Published on March 25th, 2018 | by Suraj Choudhari0
AB de Villiers: The man for South Africa this summer🕓 Reading time:4 minutes
“De Villiers’ return to the Test side has been impactful and has done a commendable job in the middle-order. His brain is no ordinary, it is a supercomputer. He has redefined batting and set a benchmark and his willow continues to yield crucial runs”.
A lot has been spoken about the Superman of contemporary cricket, but it is never enough. AB de Villiers keeps his fans excited and never fails to entertain with his extraordinary skills and ability. For some, he is the best batsman to have embraced the game of cricket, while others may have a different opinion about him. He is certainly one of the legends of the game and by the time he is done playing cricket, he will undoubtedly be remembered as the best cricketer from his country to say the least.
The current talks regarding the best Test batsman has mainly been surrounded around Joe Root, Steve Smith, Kane Williamson and Virat Kohli. But there is one man, who is far superior to all of them when it comes to shot-making abilities. Yes, that man is no other than AB de Villiers. He can manufacture a stroke, which cannot be found in any textbook related to cricket across formats; he can score a maximum off a delivery which is merely impossible for anyone.
Since his return to the Test side in December against Zimbabwe, no other batsman has had more runs under his belt than De Villiers. In 13 innings so far, De Villiers has scored 616 runs at a staggering average of 56, which is also the highest. In fact, his average of 56 is also the highest for South Africa in last 12 months. A lot of those runs came while counter-attacking under immense fire. In the said period, De Villiers has scored six fifties and a century, which means he has done well in every alternate innings.
In the ongoing Test series against South Africa, De Villiers looked in a different zone altogether and played a crucial knock in both the innings. In the first innings, he looked good for a century and rightly deserved one, but was unfortunate to have been dismissed or 64. De Villiers has a knack of playing crucial innings and this summer has been no different. He has played a lot of key knocks for South Africa – against India at Cape Town in both the innings, a tenacious knock at Centurion. His Cape Town innings against India was reminiscent of Aravinda de Silva’s counter-attacking fifty of the 1996 World Cup semi-final. Both the batsmen broke the shackles with some belligerence and lifted their side up when the chips were down.
Against Australia, AB de Villiers has been on a roll – scored an unbeaten 71 at Durban and then a century at Port Elizabeth. And in the ongoing game, he played some fearless brand of cricket; his shot-making abilities were outstanding and did well to smash ten boundaries for his 64 n the first innings. De Villiers always makes batting looks easy. On a pitch, where others might struggle to get going, De Villiers will garner runs at will. And his run in the first innings was no different.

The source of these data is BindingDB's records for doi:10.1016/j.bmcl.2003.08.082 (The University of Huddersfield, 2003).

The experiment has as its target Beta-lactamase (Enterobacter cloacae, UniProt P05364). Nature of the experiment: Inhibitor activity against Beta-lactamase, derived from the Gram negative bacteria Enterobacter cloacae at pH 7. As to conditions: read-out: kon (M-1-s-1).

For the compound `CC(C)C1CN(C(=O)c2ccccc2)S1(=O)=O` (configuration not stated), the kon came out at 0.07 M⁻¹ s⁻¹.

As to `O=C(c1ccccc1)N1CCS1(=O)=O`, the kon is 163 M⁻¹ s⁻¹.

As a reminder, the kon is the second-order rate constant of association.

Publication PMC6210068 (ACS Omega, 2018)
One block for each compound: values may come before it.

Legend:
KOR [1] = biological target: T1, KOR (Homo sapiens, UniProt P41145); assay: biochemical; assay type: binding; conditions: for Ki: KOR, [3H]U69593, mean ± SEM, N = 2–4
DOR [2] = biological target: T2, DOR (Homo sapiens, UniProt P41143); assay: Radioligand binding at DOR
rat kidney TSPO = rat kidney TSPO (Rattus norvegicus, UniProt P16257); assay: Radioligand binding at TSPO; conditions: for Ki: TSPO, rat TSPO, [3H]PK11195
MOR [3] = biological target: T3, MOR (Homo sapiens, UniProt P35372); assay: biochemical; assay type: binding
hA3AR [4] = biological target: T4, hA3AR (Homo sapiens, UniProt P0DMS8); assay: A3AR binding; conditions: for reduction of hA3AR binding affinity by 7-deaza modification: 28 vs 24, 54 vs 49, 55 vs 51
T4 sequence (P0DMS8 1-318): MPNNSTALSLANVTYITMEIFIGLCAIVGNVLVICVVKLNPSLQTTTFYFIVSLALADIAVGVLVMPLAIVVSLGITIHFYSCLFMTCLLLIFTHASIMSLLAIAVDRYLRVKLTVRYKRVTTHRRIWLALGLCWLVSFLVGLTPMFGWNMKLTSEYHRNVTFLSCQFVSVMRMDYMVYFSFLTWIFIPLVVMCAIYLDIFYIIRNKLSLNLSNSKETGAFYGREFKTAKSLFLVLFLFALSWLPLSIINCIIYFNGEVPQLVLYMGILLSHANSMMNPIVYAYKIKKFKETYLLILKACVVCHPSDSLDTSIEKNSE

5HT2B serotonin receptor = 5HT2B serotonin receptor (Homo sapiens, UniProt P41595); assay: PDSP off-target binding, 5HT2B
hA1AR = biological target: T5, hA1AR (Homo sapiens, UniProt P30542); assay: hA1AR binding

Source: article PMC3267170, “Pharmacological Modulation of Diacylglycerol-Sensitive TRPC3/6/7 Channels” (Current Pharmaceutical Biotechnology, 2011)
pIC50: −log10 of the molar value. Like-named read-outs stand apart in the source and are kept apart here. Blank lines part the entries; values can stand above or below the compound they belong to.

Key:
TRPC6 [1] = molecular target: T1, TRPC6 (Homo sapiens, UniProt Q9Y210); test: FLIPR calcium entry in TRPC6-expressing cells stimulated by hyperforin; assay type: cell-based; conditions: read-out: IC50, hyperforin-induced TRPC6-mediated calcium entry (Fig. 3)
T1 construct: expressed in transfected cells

In Test cricket, it is very important to counter-attack when the opposition starts finding a rhythm. A batsman just cannot afford to let the bowling attack to settle down and need to break the shackles. De Villiers is a master in doing this, he scores runs at a brisk pace and unsettles the bowling attack.
Although Dean Elgar looked solid as a rock throughout the innings, but De Villiers made it look like he was batting on a different wicket. His first boundary gave an impression of how well was timing the ball, he carved boundaries out of good deliveries and this innings may not look big in numbers, but was an artistic one. South Africa looked all set for a total of 450 above in the first innings, but a batting collapse didn’t let them achieve fruitful results. The fact that Australia’s batting did struggle to get going on the same pitch, highlights the kind of form De Villiers was in.
Australia pulled things back after De Villiers’ dismissal and turned the game on its head. Dean Elgar also highlighted how De Villiers makes a wicket look extremely batting-friendly when it’s actually not. “That’s the nature of test cricket, for four hours a team can be dominant and for two hours the other team can bounce back and also be dominant and put the test in the balance. The wicket is by no means flat, it might have looked like it when AB was batting, but he does that. They (Australia) identified areas they could exploit. The older ball, which was reversing, makes batting trickier,” Elgar said.
De Villiers showed different intent and temperament in the second innings. While the first innings was all about him taking on the bowlers and playing some attacking cricket, the second was more about calm and composure. De Villiers scored 63 off 136 deliveries and placed his innings sensibly to put South Africa in command. He ensured that the most was made of his good form.
Australia cleaned them up for 373 in the second innings and now have a mountain to climb in chasing 430 in the fourth innings of the match. De Villiers’ return to the Test side has been impactful and has done a commendable job in the middle-order. His brain is no ordinary, it is a supercomputer. He has redefined batting and set a benchmark and his willow continues to yield crucial runs.